Populations of the Piping Plover (Charadrius melodus) have declined alarmingly in North America in recent decades, enough to be placed in the "endangered" or "at risk" category in most of its historical breeding regions -- the Great Lakes region (where no successful nest has been recorded for over 20 years), sections of the Atlantic coast from the Maritimes to Virginia, and the Northern Great Plains (which has the largest population, consisting of about 1,400 breeding pairs). In Canada it is nationally endangered and hence protected by the federal Species at Risk Act since 1985 and protected also under the federal Migratory Birds Convention Act. It is also protected by provincial endangered species legislation in all provinces in which it breeds, including Alberta.
In Alberta, and elsewhere too, the Piping Plover is a bad news story, but the story has begun to improve. Between 1986 and 2001 census results (yes, birds too, at least some, are required to say tweet!) indicated a 50% population decline, the Alberta Conservation Association (ACA) reports. According to the ACA, "research ... annually over the past 20 years ... has shown very clearly that predation of eggs is one of the biggest problems for the Great Plains/prairie population, limiting its recovery. Although few people have actually witnessed predation of plover eggs, through their research, field biologists know that the main egg predators are crows, gulls and mammals such as raccoons, fox, coyote and skunks." Isn't that a stretch? -- one might think. These predators have always been around. True, but recreational use of beaches and other human encroachments and the detritus humans leave behind have increased populations of gulls, crows, foxes and skunks in some areas where these plovers breed. There are other factors that inhibit the plover's breeding success -- nicely described at http://www.abheritage.ca/abnature/speciesatrisk/plover_limits.htm.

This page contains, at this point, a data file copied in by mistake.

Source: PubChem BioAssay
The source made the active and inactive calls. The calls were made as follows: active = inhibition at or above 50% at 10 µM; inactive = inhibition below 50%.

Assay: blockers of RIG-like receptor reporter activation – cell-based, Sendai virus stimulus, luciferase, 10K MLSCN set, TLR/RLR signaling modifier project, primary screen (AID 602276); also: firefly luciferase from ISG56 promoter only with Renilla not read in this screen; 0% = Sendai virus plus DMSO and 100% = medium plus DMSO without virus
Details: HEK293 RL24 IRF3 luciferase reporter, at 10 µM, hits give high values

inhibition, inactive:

Though by no means out of the woods (or salt flats) yet, the story is heading in a happier direction in recent years. Again, according to the ACA: "Since 2001, the Alberta piping plover population has increased by over 95 percent, from 150 adults to the 295 adults counted in 2008!" This is due to several recovery measures, most importantly perhaps, protecting as many nests as possible with predator exclosures. These exclosures are round mesh cages that allow the piping plovers to enter the nest but exclude their predators that like plover eggs. The incubating plover simply runs between the holes in the mesh of the exclosure and is then protected from most predators.
Enough on the plight of the plovers. Now to these lovely little creatures themselves.
It is a fairly stocky little (about the size of a large sparrow) member of the plover family (Charadriidae) that belongs to the Shorebird order (Charadriiformes). Its most distinguishing visible field marks are a black head stripe that goes from one eye to the other, a single black band across its neck, a long white eyebrow, a bill with bright orange base and black tip, orange legs. In the photo below, a male-female pair, you may spot the differences between male (right) and female (left): look at the thickness of the necklace and the colour of the beak.
|Female (left) and Male (right) pair: spot the differences!|
|Frontal view of the male's head and neck band|
|Saline lake in eastern Alberta|
If you happen to see a Piping Plover, count yourself lucky to meet this rare bird. Give it lots of room to feed and tend its nest or young chicks -- who, by the way, emerge fully feathered from the eggs in early June, begin to run a few hours after hatching, and feed themselves on small insects found on the surface of the sand found at shorelines. The adults provide protective cover for the chicks until they can fly, about 20 to 25 days after hatching.